Tuesday, April 28, 2009

Uber Urban Wild Life - Take a Look

From our third floor window my toddler and I watched a very healthy cardinal feed its large baby. There is a lot of wild life to be observed in a city. Attracting particular animals to a city yard is not that hard.

Here are some animals that may be in your east cost back yard.

Birds: Cardinals, Blue Jays, House Finch, Yellow Finch, Sparrow, Starling, Robin, Swallows, Turkeys, Warblers, Red Tail hawk, Cooper's hawk

Mammals: rabbits, chipmunks, squirrels, bats

Amphibians: frogs, salamanders, toads

Insects: stick bugs, praying mantis, lady bugs, sulphur butterflies, Karner Blue Butterflies, ants, etc

Wild life is good for the neighborhood...Why?

Well, to start with predators eat pest meaning people have less work to do to remove vermin. If we provide habitation for one brown bat, it will eat 3000 mosquitoes in one night. The insects called praying mantis, stick bugs and ladybugs eat the insects that kill garden plants. The Northern Leopard Frogs eat mosquitoes. These frogs are also an indicator of water and air quality, the worse the quality the lower the number of frogs. Needless to say these animals are low in numbers.

The first year I saw a Coopers Hawk was truly the beginning of my appreciation of urban wild life. The hawk was was sitting just 20 feet above ground in a maple tree. Its long banded tail signaled to me that this was not a typical bird, and the way is was perched signified this was a hawk. The following year it found a mate and raised a baby in a nest three stories up in a neighborhood Silver Maple. I watch all summer long as the two parents fed their offspring rat after rat. There were very few rats that year in our neighborhood. A neighbor saw me and I turned to tell him that this small predator was a hawk. He responded with it made a loud ruckus, the cawing it did was so that the fledgling bird could follow its parents as they swooped and dove between buildings. I responded with, I watched the baby bird eat a half dozen large rats each day and maybe the added noise was a small price to pay for the removal of the rats. (There is always someone like this in a neighborhood.) This photo is the bird eating a pigeon in the Silver Maple that is in my back yard the year after it raised its baby. These hawks are considered rare in New York. So, plant a tree in your front yard that will grow tall, attract nesting birds that eat rats, and be inspired by this jet-fighter-like flying bird.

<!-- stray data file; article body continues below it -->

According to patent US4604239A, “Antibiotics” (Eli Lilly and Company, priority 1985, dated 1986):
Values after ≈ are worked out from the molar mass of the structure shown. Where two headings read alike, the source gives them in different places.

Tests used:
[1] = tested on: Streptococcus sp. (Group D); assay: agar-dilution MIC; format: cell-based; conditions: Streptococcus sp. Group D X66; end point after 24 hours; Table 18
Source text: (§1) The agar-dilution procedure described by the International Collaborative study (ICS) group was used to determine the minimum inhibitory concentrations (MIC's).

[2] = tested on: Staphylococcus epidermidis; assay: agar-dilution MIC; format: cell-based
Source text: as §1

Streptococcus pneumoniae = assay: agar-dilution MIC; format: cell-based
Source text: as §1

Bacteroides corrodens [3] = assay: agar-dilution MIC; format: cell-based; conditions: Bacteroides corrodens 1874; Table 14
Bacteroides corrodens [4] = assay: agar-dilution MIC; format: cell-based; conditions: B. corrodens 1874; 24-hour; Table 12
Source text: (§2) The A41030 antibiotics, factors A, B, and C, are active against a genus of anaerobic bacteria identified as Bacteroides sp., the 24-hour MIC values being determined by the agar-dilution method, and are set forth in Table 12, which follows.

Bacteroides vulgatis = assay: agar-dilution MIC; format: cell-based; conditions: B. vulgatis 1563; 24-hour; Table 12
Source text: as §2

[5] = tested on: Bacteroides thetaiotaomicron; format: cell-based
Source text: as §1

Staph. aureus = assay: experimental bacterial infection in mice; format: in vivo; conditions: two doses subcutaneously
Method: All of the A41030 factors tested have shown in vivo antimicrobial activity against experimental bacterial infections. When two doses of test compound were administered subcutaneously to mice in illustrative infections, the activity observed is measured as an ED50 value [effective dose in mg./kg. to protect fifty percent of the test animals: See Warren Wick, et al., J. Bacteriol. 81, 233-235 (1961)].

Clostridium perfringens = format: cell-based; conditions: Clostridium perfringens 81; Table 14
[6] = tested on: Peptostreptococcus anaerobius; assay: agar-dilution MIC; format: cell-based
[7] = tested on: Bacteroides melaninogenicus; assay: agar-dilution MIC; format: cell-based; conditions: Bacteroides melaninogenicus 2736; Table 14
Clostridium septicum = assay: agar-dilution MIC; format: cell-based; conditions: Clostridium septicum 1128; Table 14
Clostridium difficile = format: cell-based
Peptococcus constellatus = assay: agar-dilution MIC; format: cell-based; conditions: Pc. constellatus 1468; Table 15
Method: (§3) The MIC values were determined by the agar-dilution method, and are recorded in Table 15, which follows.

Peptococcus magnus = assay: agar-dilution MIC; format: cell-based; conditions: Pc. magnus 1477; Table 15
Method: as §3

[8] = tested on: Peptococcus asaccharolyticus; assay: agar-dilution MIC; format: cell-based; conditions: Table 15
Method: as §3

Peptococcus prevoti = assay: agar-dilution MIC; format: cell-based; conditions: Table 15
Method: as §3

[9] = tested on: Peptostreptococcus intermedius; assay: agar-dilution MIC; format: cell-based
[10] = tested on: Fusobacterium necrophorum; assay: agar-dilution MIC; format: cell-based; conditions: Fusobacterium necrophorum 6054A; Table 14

Nature Balancing Nature

A neighborhood reap the rewards if a few simple steps are taken by each homeowner.

1. Buy predatory insects so they can eat other pest insect.
2. Plant a maple, sycamore, or other large tree for perches for hawks to hunt from or nest on.
3. Do not rototiller a yard. It turns up dormant weed seeds and it kills earth worms.
4. Do not use pesticides on your yard, besides that it causes breast cancer, it kills the insects birds need to eat.
5. Plant bushes and brush. This is for shelter for song birds that eat weed seeds and insects.
6. Nesting boxes for birds.
7. Shelter boxes for butterflies.
8. Shelter boxes for bats.
9. Provide water supply; pond, rain garden, bird bath, etc.

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